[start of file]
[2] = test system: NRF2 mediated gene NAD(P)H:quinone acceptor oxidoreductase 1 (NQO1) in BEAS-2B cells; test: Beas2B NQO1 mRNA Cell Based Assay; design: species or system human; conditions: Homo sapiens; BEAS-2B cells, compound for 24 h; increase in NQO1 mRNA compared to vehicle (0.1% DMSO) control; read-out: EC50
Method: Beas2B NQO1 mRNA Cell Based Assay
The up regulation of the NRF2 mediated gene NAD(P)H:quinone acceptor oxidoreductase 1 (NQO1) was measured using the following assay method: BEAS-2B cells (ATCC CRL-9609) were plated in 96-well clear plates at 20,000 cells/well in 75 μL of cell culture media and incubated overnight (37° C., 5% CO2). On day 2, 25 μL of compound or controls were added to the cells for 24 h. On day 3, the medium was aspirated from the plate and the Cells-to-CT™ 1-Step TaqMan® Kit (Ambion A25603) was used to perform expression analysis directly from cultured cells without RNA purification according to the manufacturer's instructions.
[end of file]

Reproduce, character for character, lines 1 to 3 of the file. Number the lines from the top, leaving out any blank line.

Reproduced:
[2] = test system: NRF2 mediated gene NAD(P)H:quinone acceptor oxidoreductase 1 (NQO1) in BEAS-2B cells; test: Beas2B NQO1 mRNA Cell Based Assay; design: species or system human; conditions: Homo sapiens; BEAS-2B cells, compound for 24 h; increase in NQO1 mRNA compared to vehicle (0.1% DMSO) control; read-out: EC50
Method: Beas2B NQO1 mRNA Cell Based Assay
The up regulation of the NRF2 mediated gene NAD(P)H:quinone acceptor oxidoreductase 1 (NQO1) was measured using the following assay method: BEAS-2B cells (ATCC CRL-9609) were plated in 96-well clear plates at 20,000 cells/well in 75 μL of cell culture media and incubated overnight (37° C., 5% CO2). On day 2, 25 μL of compound or controls were added to the cells for 24 h. On day 3, the medium was aspirated from the plate and the Cells-to-CT™ 1-Step TaqMan® Kit (Ambion A25603) was used to perform expression analysis directly from cultured cells without RNA purification according to the manufacturer's instructions.